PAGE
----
The couple paid a reported $20 million for the mansion in 2014, which was glimpsed for the first time in a series of three tweets.
According to Kris Jenner, the home is now worth $60 million.
West made reference to 2017 horror movie Get Out in his tweets, captioning a photo of the minimalist all-white interior with, “Do (sic) this look like the sunken place.”
The (now deleted) photos revealed long white hallways with Gothic-style high pointed arches and can still be seen here on Kris Jenner’s feed.
The photos reveal long white hallways with Gothic-style high pointed arches, and a white dining room with a white round stone table and white linen armchairs.
Kardashian West replied to her husband on Twitter writing, “Ummm babe. We had a rule to not show our home on social media! Soooo can we now allow KUWTK filming in the home?” - which might explain the now-deleted posts.
The home was designed by the couple in collaboration with Belgian architect Axel Vervoordt, and the 3.5 acre property includes two swimming pools, two spas and its own vineyard.
“Oh my God. I run around the house with towels,” Kardashian West told archdigest of the all-white interior. “You just have to take a deep breath and say, ‘Ok, it’s going to happen. We decided to have light colors.'”
Arguably the most famous couple in the world next to the Royal Family, Kim and Kanye recently made a marked departure from their usually private life to be interviewed at home by Vogue magazine, offering more than just a glimpse - a whole tour - through the home to reveal incredibly pared-back interiors decorated with an off-white palette and the most minimal decor we've ever seen!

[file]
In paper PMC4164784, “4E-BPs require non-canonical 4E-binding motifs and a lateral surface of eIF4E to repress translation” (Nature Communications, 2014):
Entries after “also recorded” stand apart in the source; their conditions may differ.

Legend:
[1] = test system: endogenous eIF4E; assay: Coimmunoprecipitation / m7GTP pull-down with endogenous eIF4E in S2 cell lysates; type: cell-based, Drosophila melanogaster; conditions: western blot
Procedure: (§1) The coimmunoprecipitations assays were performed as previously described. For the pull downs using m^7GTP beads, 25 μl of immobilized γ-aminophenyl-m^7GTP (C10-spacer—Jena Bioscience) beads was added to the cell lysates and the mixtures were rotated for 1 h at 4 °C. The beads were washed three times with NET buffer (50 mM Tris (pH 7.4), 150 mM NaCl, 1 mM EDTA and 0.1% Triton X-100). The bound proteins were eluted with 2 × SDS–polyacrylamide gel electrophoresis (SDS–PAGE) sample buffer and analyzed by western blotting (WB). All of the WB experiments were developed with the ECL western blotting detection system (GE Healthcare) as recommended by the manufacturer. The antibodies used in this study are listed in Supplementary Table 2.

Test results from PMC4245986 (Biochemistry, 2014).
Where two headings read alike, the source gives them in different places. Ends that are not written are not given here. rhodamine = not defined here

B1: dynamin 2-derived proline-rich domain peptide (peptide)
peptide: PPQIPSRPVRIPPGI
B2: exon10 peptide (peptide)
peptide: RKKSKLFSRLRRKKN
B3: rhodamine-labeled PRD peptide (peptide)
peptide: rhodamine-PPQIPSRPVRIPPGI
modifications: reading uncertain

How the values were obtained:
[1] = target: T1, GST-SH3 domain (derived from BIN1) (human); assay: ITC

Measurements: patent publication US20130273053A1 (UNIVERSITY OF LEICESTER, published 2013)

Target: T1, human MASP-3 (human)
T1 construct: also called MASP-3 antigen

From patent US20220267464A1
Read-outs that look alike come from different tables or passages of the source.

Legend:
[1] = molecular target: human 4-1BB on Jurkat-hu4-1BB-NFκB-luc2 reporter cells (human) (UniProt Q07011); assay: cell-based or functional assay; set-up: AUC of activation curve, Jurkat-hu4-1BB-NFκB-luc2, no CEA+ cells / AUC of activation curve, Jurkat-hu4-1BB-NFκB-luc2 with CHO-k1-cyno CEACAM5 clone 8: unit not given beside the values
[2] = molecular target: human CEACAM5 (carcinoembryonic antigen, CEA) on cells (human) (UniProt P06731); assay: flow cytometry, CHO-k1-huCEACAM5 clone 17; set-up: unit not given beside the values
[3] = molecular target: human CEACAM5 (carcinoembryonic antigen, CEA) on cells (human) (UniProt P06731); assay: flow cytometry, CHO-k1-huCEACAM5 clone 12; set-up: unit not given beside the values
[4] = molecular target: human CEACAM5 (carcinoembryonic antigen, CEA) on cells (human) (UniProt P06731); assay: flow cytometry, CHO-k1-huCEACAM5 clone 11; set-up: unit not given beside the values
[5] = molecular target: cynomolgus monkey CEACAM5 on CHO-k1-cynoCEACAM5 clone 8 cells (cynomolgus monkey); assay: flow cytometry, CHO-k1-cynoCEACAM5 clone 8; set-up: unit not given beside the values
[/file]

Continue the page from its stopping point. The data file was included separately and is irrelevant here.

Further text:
In the tour - which begins in a light, bright entrance anchored with a simple, large round stone table - Kim describes the Calabasas home as a "minimal monastery" and says its design was inspired by Belgian designer and antiquarian Axel Vervoordt and Kanye.
Rooms are sparsely furnished and punctuated occasionally with considered, often over-sized statement pieces - a textured antique urn here, a show-stopping linear modern armchair there, an unbleached Steinway grand piano in the living rooom...
Light coloured floorboards sweep from room-to-room, mixed with slab flooring. Openings uninterrupted by doors or hardware flow breezily into one another with bare rooms and passageways allowing Kim to walk backwards from room to room - leading the house tour with no fear of running into anything!
The absence of clutter ("unorganised closets" drive Kim crazy) and any personal belongings allows the architecture of the home to shine - with an incredible ensuite off the main bedroom a perfect example. An enormous space with a central island housing twin vanities alonside a huge poured concrete bathtub. Elsewhere an open shower faces out to an internal courtyard overflowing with lush greenery.
In the kitchen is possibly the biggest island bench we've ever seen - topped with stone and jam-packed with storage - accessed by generous drawers underneath.
Along one wall is a bank of high-end cookware against a huge stainless steel splashback, with open shelving along another wall displaying a carefully curated selection of ceramic vessels. A glimpse inside the adjoining butler's pantry reveals a collection of more stoneware - elegant, dark and with a minimal, Japanese aesthetic.
On the other side of the open-plan kitchen space is a dining nook - though 'nook' usually tends to describe small, snug areas whereas here is situated a substantial dining table that would seat at least 16 people, surrounded by upholstered banquette seating with off white upholstery and lined two-deep with pristine and plump cushions.
Whilst it's hard to imagine the home looking like this every day without what must be an army of help to keep the spaces so streamlined and spotless. In the face of a busy family of five, the absence of belongings does have its appeal.
Watch the whole interview below:
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